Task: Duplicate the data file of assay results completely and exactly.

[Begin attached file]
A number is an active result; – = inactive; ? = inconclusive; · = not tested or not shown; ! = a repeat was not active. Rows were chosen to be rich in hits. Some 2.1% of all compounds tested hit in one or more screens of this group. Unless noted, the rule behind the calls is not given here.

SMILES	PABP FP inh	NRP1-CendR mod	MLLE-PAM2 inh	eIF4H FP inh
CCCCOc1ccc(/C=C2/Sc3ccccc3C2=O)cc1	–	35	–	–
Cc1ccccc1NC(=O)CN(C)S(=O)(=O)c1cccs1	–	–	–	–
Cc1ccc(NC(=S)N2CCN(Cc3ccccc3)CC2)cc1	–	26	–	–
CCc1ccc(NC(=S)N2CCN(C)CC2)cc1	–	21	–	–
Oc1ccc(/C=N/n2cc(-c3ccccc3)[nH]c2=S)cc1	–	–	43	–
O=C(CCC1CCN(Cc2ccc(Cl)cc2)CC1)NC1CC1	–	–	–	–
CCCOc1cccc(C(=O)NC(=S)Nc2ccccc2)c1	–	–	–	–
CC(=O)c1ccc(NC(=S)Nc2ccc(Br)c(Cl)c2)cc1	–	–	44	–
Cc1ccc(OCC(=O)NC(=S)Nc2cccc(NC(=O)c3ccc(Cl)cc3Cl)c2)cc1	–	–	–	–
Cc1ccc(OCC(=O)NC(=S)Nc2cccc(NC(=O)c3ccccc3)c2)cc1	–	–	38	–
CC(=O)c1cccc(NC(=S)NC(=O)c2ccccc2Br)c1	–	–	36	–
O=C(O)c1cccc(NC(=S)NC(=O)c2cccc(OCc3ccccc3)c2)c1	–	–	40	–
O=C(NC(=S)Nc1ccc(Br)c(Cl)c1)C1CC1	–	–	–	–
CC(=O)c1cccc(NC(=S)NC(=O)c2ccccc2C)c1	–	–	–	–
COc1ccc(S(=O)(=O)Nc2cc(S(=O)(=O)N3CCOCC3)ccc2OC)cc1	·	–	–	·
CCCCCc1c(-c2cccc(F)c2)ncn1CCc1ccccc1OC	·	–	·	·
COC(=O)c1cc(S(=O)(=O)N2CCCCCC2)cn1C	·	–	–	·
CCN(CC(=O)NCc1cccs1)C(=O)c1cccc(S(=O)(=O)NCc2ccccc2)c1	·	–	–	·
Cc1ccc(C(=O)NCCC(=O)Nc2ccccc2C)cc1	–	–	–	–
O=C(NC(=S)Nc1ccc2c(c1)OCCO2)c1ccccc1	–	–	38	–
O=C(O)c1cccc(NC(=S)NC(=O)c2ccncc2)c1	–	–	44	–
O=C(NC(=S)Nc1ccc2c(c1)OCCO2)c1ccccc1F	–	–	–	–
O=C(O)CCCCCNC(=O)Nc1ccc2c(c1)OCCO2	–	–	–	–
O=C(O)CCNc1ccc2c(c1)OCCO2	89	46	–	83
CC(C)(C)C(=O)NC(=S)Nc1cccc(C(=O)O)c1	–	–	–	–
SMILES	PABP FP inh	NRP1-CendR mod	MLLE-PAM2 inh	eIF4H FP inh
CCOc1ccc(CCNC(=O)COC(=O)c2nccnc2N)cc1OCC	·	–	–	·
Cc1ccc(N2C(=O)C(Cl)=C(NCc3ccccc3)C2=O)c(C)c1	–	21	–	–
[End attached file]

A number is an active result; – = inactive; ? = inconclusive; · = not tested or not shown; ! = a repeat was not active. Rows were chosen to be rich in hits. Some 2.1% of all compounds tested hit in one or more screens of this group. Unless noted, the rule behind the calls is not given here.

SMILES	PABP FP inh	NRP1-CendR mod	MLLE-PAM2 inh	eIF4H FP inh
CCCCOc1ccc(/C=C2/Sc3ccccc3C2=O)cc1	–	35	–	–
Cc1ccccc1NC(=O)CN(C)S(=O)(=O)c1cccs1	–	–	–	–
Cc1ccc(NC(=S)N2CCN(Cc3ccccc3)CC2)cc1	–	26	–	–
CCc1ccc(NC(=S)N2CCN(C)CC2)cc1	–	21	–	–
Oc1ccc(/C=N/n2cc(-c3ccccc3)[nH]c2=S)cc1	–	–	43	–
O=C(CCC1CCN(Cc2ccc(Cl)cc2)CC1)NC1CC1	–	–	–	–
CCCOc1cccc(C(=O)NC(=S)Nc2ccccc2)c1	–	–	–	–
CC(=O)c1ccc(NC(=S)Nc2ccc(Br)c(Cl)c2)cc1	–	–	44	–
Cc1ccc(OCC(=O)NC(=S)Nc2cccc(NC(=O)c3ccc(Cl)cc3Cl)c2)cc1	–	–	–	–
Cc1ccc(OCC(=O)NC(=S)Nc2cccc(NC(=O)c3ccccc3)c2)cc1	–	–	38	–
CC(=O)c1cccc(NC(=S)NC(=O)c2ccccc2Br)c1	–	–	36	–
O=C(O)c1cccc(NC(=S)NC(=O)c2cccc(OCc3ccccc3)c2)c1	–	–	40	–
O=C(NC(=S)Nc1ccc(Br)c(Cl)c1)C1CC1	–	–	–	–
CC(=O)c1cccc(NC(=S)NC(=O)c2ccccc2C)c1	–	–	–	–
COc1ccc(S(=O)(=O)Nc2cc(S(=O)(=O)N3CCOCC3)ccc2OC)cc1	·	–	–	·
CCCCCc1c(-c2cccc(F)c2)ncn1CCc1ccccc1OC	·	–	·	·
COC(=O)c1cc(S(=O)(=O)N2CCCCCC2)cn1C	·	–	–	·
CCN(CC(=O)NCc1cccs1)C(=O)c1cccc(S(=O)(=O)NCc2ccccc2)c1	·	–	–	·
Cc1ccc(C(=O)NCCC(=O)Nc2ccccc2C)cc1	–	–	–	–
O=C(NC(=S)Nc1ccc2c(c1)OCCO2)c1ccccc1	–	–	38	–
O=C(O)c1cccc(NC(=S)NC(=O)c2ccncc2)c1	–	–	44	–
O=C(NC(=S)Nc1ccc2c(c1)OCCO2)c1ccccc1F	–	–	–	–
O=C(O)CCCCCNC(=O)Nc1ccc2c(c1)OCCO2	–	–	–	–
O=C(O)CCNc1ccc2c(c1)OCCO2	89	46	–	83
CC(C)(C)C(=O)NC(=S)Nc1cccc(C(=O)O)c1	–	–	–	–
SMILES	PABP FP inh	NRP1-CendR mod	MLLE-PAM2 inh	eIF4H FP inh
CCOc1ccc(CCNC(=O)COC(=O)c2nccnc2N)cc1OCC	·	–	–	·
Cc1ccc(N2C(=O)C(Cl)=C(NCc3ccccc3)C2=O)c(C)c1	–	21	–	–